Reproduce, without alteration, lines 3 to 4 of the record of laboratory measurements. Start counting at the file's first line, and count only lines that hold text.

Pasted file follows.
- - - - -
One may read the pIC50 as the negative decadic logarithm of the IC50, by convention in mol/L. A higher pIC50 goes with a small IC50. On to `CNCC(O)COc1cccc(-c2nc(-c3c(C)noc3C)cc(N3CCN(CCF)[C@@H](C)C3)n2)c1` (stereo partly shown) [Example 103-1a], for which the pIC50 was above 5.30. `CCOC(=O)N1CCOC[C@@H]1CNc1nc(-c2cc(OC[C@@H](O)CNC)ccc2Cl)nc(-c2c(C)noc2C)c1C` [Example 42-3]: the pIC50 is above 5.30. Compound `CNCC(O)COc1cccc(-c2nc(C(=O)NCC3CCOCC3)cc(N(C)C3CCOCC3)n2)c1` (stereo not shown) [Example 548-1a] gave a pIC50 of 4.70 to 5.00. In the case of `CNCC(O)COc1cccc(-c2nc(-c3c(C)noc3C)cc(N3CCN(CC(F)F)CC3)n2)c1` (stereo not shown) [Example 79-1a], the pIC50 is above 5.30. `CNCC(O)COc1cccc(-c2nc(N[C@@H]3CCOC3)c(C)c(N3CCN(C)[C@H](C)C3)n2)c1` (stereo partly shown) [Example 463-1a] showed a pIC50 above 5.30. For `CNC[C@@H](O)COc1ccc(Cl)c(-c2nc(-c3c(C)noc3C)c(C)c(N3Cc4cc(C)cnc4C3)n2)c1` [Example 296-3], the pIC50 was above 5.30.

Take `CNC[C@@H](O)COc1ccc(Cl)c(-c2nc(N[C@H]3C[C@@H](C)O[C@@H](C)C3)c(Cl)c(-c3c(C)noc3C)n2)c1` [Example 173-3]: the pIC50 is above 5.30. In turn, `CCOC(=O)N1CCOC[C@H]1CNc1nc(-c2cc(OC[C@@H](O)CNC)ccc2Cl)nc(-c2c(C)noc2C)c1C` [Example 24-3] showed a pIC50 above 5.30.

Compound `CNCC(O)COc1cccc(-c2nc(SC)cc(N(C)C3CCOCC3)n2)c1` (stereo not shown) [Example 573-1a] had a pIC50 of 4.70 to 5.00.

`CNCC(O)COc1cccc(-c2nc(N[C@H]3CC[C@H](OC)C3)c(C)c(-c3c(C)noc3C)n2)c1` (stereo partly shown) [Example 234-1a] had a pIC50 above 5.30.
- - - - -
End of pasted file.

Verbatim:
Compound `CNCC(O)COc1cccc(-c2nc(SC)cc(N(C)C3CCOCC3)n2)c1` (stereo not shown) [Example 573-1a] had a pIC50 of 4.70 to 5.00.

`CNCC(O)COc1cccc(-c2nc(N[C@H]3CC[C@H](OC)C3)c(C)c(-c3c(C)noc3C)n2)c1` (stereo partly shown) [Example 234-1a] had a pIC50 above 5.30.